• News and current affairs.
  • Contemporary Chinese literature, including poetry.
  • Transediting and transcreation of Chinese content, particularly websites, where translated texts are changed in order to appeal to a new audience.
  • General political, economic and business-related texts.


  • BA (Hons) Modern Chinese Studies (Leeds)
  • Postgraduate Diploma in Translation (Portsmouth)
  • MA in Documentary (Beds)
  • Member of the Chartered Institute of Linguists (PDF)

Another award for WhyNot’s feminism feature

The WhyNot web feature, Preserving the Erased Decade of the Feminist Movement, to which I contributed translations including that of the opening essay by Mimi Yana, has won another award – a Silver Telly award.


Congratulations to the WhyNot team!

A recent history of Chinese feminism

Screenshot from Online Journalism Awards website

I was honoured to contribute some translations, including that of Mimi Yana’s introduction, to this amazing feature by WhyNot, that I hope will continue to be a resource to feminists and anyone interested in China for some time to come.

For young people in China, feminism has permeated every aspect of their social media experience. There is a plethora of media targeting young women, including talent shows, film, TV dramas and podcasts by and for women. Women – and the media written for them – seem to be the secret sauce for boosting page views and leveraging capital. A string of recent viral stories about domestic violence have dominated online debate. Feminist ideas continue to feature in these discussions, alongside the anger and anxieties of average women.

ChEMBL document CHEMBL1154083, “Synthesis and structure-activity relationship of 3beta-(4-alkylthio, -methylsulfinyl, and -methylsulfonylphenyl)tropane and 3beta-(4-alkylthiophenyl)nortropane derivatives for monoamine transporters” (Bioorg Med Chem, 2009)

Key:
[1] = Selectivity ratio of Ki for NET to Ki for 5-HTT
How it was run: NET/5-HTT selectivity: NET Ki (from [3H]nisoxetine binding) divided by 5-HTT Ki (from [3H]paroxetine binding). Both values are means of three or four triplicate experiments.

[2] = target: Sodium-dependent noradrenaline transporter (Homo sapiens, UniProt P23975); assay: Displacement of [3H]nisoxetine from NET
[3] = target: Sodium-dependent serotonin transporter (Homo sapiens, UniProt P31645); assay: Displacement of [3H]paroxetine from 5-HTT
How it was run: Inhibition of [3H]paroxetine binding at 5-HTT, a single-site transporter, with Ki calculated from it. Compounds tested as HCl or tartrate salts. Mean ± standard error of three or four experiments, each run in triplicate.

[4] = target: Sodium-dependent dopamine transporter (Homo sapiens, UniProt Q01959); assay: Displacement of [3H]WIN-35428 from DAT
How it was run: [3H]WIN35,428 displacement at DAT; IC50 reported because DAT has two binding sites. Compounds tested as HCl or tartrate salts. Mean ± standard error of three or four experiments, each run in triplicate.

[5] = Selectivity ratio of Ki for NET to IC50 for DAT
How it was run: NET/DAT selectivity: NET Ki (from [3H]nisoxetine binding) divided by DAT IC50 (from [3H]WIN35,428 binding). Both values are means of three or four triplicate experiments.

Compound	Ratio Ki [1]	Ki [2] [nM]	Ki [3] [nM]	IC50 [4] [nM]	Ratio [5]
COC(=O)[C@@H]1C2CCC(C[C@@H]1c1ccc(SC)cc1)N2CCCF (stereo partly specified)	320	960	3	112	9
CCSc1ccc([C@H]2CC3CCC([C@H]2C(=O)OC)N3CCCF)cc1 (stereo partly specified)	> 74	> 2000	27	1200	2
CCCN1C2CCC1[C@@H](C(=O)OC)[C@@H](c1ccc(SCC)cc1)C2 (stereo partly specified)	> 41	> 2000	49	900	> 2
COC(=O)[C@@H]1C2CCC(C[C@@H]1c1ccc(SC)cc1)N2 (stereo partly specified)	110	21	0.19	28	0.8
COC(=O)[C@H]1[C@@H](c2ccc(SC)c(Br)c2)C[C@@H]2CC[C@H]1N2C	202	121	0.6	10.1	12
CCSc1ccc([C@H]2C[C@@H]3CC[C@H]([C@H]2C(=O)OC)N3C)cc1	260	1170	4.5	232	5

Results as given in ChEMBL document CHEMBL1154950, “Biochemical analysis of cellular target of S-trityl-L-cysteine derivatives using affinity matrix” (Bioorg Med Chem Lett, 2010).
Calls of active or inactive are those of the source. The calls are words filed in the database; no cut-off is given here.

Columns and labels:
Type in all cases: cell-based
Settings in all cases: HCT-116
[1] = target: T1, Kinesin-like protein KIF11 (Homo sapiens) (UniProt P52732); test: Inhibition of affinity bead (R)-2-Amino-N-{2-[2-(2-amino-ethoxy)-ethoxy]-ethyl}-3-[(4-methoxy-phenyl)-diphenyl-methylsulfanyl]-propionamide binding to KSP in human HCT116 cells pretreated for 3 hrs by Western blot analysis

From the introduction to “Preserving the erased decade of the feminist movement in China” by Mimi Yana, translated by Luisetta Mudie.

I was delighted that the feature won the Small Newsroom, Feature category of the Online Journalism Awards.


Hong Kong Human Rights Award

Happy to hear that this essay — translated into English by me — won a prestigious award in Hong Kong.

What is the most effective way for a dictator to deal with an influential dissident?

Do away with him or her? No. A sudden disappearance would only boost their influence. The collective mourning sparked by such deaths often marks the transformation of speech into political action. From the point of view of the dictator, the dissident is less important than those who follow him or her. What matters most is regaining control of their hearts and minds…

Read the full essay here:


Pathlight – Tong Weiger

Pathlight-2016-3The literary magazine Pathlight published one of my short story translations, of the story “Weekend” by Tong Weiger. You can read the issue containing that story and many more, here (PDF).

Pathlight is a new English-language literary magazine produced by the Chinese literary website Paper Republic and People’s Literature Magazine (《人民文学》杂志社).

Pathlight is currently available in print edition in select bookstores around China, and in ebook version from Amazon and the iTunes bookstore. It is listed with EBSCO for university subscriptions.